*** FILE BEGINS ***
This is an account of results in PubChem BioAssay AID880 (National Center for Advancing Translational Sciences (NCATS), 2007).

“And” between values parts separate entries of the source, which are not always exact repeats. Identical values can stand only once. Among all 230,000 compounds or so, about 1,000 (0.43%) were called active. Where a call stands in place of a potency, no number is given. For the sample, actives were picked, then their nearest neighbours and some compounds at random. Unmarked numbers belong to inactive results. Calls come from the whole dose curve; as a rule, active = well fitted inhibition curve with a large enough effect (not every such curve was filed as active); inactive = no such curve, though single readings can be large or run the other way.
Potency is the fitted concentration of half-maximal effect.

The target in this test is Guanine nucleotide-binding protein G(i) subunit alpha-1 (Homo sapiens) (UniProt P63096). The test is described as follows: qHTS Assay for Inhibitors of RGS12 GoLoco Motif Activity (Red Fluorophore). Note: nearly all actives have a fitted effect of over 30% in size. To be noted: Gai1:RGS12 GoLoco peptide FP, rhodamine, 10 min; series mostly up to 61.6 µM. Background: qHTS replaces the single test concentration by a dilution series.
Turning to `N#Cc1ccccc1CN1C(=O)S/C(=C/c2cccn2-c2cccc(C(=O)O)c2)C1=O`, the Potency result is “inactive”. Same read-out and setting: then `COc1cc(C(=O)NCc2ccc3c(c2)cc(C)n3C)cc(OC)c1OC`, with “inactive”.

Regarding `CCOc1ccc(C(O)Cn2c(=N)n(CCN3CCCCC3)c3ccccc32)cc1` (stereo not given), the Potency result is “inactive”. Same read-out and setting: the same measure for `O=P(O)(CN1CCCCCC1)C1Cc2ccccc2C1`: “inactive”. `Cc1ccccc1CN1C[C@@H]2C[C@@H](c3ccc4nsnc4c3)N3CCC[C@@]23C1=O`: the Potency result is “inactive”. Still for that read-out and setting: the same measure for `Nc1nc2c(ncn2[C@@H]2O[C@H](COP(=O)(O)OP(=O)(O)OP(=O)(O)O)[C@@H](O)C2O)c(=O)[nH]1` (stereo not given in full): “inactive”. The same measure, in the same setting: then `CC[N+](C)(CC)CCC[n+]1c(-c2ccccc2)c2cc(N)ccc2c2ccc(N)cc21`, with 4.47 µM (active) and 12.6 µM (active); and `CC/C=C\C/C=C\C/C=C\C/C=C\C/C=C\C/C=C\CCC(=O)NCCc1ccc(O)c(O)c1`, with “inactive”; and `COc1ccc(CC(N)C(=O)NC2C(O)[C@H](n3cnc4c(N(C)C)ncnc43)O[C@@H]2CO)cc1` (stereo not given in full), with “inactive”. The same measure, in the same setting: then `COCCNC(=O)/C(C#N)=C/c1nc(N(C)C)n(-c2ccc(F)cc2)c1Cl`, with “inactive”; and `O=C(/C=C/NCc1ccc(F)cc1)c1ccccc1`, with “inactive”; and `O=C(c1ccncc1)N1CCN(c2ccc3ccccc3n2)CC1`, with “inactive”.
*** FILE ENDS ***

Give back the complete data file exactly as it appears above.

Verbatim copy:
This is an account of results in PubChem BioAssay AID880 (National Center for Advancing Translational Sciences (NCATS), 2007).

“And” between values parts separate entries of the source, which are not always exact repeats. Identical values can stand only once. Among all 230,000 compounds or so, about 1,000 (0.43%) were called active. Where a call stands in place of a potency, no number is given. For the sample, actives were picked, then their nearest neighbours and some compounds at random. Unmarked numbers belong to inactive results. Calls come from the whole dose curve; as a rule, active = well fitted inhibition curve with a large enough effect (not every such curve was filed as active); inactive = no such curve, though single readings can be large or run the other way.
Potency is the fitted concentration of half-maximal effect.

The target in this test is Guanine nucleotide-binding protein G(i) subunit alpha-1 (Homo sapiens) (UniProt P63096). The test is described as follows: qHTS Assay for Inhibitors of RGS12 GoLoco Motif Activity (Red Fluorophore). Note: nearly all actives have a fitted effect of over 30% in size. To be noted: Gai1:RGS12 GoLoco peptide FP, rhodamine, 10 min; series mostly up to 61.6 µM. Background: qHTS replaces the single test concentration by a dilution series.
Turning to `N#Cc1ccccc1CN1C(=O)S/C(=C/c2cccn2-c2cccc(C(=O)O)c2)C1=O`, the Potency result is “inactive”. Same read-out and setting: then `COc1cc(C(=O)NCc2ccc3c(c2)cc(C)n3C)cc(OC)c1OC`, with “inactive”.

Regarding `CCOc1ccc(C(O)Cn2c(=N)n(CCN3CCCCC3)c3ccccc32)cc1` (stereo not given), the Potency result is “inactive”. Same read-out and setting: the same measure for `O=P(O)(CN1CCCCCC1)C1Cc2ccccc2C1`: “inactive”. `Cc1ccccc1CN1C[C@@H]2C[C@@H](c3ccc4nsnc4c3)N3CCC[C@@]23C1=O`: the Potency result is “inactive”. Still for that read-out and setting: the same measure for `Nc1nc2c(ncn2[C@@H]2O[C@H](COP(=O)(O)OP(=O)(O)OP(=O)(O)O)[C@@H](O)C2O)c(=O)[nH]1` (stereo not given in full): “inactive”. The same measure, in the same setting: then `CC[N+](C)(CC)CCC[n+]1c(-c2ccccc2)c2cc(N)ccc2c2ccc(N)cc21`, with 4.47 µM (active) and 12.6 µM (active); and `CC/C=C\C/C=C\C/C=C\C/C=C\C/C=C\C/C=C\CCC(=O)NCCc1ccc(O)c(O)c1`, with “inactive”; and `COc1ccc(CC(N)C(=O)NC2C(O)[C@H](n3cnc4c(N(C)C)ncnc43)O[C@@H]2CO)cc1` (stereo not given in full), with “inactive”. The same measure, in the same setting: then `COCCNC(=O)/C(C#N)=C/c1nc(N(C)C)n(-c2ccc(F)cc2)c1Cl`, with “inactive”; and `O=C(/C=C/NCc1ccc(F)cc1)c1ccccc1`, with “inactive”; and `O=C(c1ccncc1)N1CCN(c2ccc3ccccc3n2)CC1`, with “inactive”.